Thursday, October 29, 2009

Genomes Go Public

Scientific studies into human diseases or conditions rely heavily on volunteer participation and one of the usual prices for said participation is anonymity. In the past, anonymity has been fairly easy to guarantee. It's very hard to connect "Subject A, with weird disease X" to Bob Smith because, even if weird disease X is very rare, there are likely hundreds or thousands of people with disease X. Since only details relevant to the study are collected, there simply aren't enough identifying features of Subject A to definitively figure out his identity.

This simply isn't the case in genomics. By definition, genomics is the study of genomes. By studying someone's whole genome, we can elucidate the potential connection between the disease of interest and a person's genes, as well as identifying mitigating factors which can affect not only the course of the disease but also factors affecting treatment. The problem is that a person's genome is fairly unique. While Bob will still likely have functional anonymity, as it is unlikely that someone will go to the trouble to obtain an uncontaminated DNA sample and run expensive tests to connect him to the elusive Subject A, he does not have actual anonymity. Researchers must struggle with how to protect Bob's personal information while at the same time advancing their research. This raises new ethical dilemmas when you realize that one of the methods of advancing research is to share data between collaborating labs - but Bob may never interact with researchers beyond the first lab with which he was associated and may not be aware of how his information is spread.

There's actually a lot of thought and action taken on this, so please don't assume that personal information is being thrown haphazardly about in the wild scientific frontier. I bring it up to provide a bit of background on a novel solution to the problem, in which the guarantee of anonymity is abandoned altogether. The Personal Genome Project is project where volunteers can essentially donate their genomes to research. As it says on their frontpage:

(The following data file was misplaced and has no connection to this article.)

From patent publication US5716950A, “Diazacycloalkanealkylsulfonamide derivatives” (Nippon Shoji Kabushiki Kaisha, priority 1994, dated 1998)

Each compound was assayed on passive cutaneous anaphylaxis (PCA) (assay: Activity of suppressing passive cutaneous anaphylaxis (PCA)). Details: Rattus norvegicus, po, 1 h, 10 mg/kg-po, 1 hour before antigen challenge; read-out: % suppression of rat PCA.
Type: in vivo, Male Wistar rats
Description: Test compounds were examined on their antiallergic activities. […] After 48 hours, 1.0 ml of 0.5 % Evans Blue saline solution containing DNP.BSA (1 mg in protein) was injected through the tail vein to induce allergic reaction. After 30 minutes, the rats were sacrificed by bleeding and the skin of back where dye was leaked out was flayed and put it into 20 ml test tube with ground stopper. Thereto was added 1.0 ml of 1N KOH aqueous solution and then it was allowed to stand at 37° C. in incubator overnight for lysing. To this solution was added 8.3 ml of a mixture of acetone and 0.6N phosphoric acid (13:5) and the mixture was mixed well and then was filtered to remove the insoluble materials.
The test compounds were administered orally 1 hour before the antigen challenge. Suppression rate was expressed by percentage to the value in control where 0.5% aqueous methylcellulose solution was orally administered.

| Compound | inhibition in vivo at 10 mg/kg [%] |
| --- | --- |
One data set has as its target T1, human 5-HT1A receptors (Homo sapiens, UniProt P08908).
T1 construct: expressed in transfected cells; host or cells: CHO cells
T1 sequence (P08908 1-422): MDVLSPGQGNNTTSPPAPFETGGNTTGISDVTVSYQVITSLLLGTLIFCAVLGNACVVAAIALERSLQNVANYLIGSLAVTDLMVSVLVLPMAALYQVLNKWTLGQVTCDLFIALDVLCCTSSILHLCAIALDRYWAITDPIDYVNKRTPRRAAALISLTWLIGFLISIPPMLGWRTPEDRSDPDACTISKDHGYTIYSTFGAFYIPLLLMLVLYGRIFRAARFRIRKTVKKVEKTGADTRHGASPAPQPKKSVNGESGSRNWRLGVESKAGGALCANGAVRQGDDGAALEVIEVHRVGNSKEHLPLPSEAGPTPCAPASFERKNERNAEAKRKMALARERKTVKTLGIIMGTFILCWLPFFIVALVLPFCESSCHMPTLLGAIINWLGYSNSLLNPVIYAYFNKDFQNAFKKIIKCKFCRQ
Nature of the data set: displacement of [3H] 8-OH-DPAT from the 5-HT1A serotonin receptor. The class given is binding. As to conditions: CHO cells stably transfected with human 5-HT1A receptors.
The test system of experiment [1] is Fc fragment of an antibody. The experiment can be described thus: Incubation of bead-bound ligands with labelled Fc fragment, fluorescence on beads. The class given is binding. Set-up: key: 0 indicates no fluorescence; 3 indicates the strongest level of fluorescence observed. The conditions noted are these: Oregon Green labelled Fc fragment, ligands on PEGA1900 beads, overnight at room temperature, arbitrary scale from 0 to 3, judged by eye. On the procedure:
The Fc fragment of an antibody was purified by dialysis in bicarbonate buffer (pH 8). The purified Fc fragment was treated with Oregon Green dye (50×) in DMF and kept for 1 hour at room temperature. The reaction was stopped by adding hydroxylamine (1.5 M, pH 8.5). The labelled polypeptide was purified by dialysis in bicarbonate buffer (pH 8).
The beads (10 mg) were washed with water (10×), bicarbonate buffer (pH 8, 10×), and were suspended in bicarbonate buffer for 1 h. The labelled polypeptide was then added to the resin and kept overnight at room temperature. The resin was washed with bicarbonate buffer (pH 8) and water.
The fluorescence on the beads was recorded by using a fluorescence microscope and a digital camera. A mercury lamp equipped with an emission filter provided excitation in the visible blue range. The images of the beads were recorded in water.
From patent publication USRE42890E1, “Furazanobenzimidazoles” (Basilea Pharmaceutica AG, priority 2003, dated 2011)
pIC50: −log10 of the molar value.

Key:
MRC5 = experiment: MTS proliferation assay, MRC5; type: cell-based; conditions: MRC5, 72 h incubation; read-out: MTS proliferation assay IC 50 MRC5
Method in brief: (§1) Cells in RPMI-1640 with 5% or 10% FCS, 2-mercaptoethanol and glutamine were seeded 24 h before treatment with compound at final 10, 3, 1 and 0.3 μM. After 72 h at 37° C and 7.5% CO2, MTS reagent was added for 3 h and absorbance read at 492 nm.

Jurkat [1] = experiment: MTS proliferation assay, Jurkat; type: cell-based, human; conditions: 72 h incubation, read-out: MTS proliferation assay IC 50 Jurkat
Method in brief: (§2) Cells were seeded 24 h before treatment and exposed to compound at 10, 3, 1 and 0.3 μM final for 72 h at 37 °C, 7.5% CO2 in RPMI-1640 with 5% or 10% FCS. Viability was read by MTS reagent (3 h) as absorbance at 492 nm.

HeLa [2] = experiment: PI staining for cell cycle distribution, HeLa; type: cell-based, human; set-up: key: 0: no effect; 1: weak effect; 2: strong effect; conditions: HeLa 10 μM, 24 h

We believe individuals from the general public have a vital role to play in making personal genomes useful. We are recruiting volunteers who are willing to share their genome sequence and many types of personal information with the research community and the general public, so that together we will be better able to advance our understanding of genetic and environmental contributions to human traits and to improve our ability to diagnose, treat, and prevent illness.

Scroll down to the bottom of the frontpage and you'll notice a CC0 universal waiver logo. In essence, the Personal Genome Project is making its research data as close to the public domain as it legally can. If you want, you can take a look at the first ten participants, called the PGP-10, and get not only bios but pictures. Ever wanted to know George Church's health history? There it is. Or how about Steven Pinker? Here you go.

As I understand it, becoming a part of the Personal Genome Project isn't as simple as sending a random tissue sample. There's a rather exacting consent process which requires, among other things, an entrance exam on which you must get 100% so they can be sure that you fully understand what you're getting into.

I suppose that, given the increasing prevalence of information sharing, I shouldn't be surprised that someone would try a genome project with the express purpose of making data public. It's an exciting prospect, but it's also kind of scary. Do you think it's a good idea? Would you participate? Would you encourage others to participate? What pitfalls do you think might occur? I'd love your comments!

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